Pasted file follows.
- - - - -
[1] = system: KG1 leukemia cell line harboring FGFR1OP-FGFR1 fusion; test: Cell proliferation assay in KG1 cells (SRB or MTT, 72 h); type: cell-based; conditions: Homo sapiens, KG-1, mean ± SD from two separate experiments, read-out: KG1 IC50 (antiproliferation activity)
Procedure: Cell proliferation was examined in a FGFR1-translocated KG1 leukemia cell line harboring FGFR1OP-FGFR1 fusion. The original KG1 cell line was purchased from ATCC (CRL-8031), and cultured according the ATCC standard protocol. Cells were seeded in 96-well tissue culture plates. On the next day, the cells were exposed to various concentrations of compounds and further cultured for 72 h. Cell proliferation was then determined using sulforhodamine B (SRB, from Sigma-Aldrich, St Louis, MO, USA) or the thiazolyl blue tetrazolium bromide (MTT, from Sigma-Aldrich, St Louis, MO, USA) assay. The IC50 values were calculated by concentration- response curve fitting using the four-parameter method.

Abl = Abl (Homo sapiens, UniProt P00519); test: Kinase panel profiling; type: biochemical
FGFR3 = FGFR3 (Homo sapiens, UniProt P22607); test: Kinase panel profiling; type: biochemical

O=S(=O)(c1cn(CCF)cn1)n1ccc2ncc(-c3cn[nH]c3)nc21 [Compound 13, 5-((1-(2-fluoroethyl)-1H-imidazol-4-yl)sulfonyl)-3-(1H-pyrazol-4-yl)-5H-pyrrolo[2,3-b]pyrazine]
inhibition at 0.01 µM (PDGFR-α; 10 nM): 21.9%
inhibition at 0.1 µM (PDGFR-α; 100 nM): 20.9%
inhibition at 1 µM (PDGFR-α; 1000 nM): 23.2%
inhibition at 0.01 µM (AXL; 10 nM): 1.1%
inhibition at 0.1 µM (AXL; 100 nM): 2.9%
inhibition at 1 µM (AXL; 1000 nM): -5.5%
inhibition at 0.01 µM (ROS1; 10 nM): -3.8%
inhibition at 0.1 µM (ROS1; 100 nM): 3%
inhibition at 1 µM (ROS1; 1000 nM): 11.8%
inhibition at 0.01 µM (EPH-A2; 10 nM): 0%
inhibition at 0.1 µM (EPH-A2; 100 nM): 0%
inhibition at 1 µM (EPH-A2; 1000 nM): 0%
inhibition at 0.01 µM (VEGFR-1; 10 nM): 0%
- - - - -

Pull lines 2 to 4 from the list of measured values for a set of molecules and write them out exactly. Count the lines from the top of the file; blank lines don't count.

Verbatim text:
Procedure: Cell proliferation was examined in a FGFR1-translocated KG1 leukemia cell line harboring FGFR1OP-FGFR1 fusion. The original KG1 cell line was purchased from ATCC (CRL-8031), and cultured according the ATCC standard protocol. Cells were seeded in 96-well tissue culture plates. On the next day, the cells were exposed to various concentrations of compounds and further cultured for 72 h. Cell proliferation was then determined using sulforhodamine B (SRB, from Sigma-Aldrich, St Louis, MO, USA) or the thiazolyl blue tetrazolium bromide (MTT, from Sigma-Aldrich, St Louis, MO, USA) assay. The IC50 values were calculated by concentration- response curve fitting using the four-parameter method.

Abl = Abl (Homo sapiens, UniProt P00519); test: Kinase panel profiling; type: biochemical
FGFR3 = FGFR3 (Homo sapiens, UniProt P22607); test: Kinase panel profiling; type: biochemical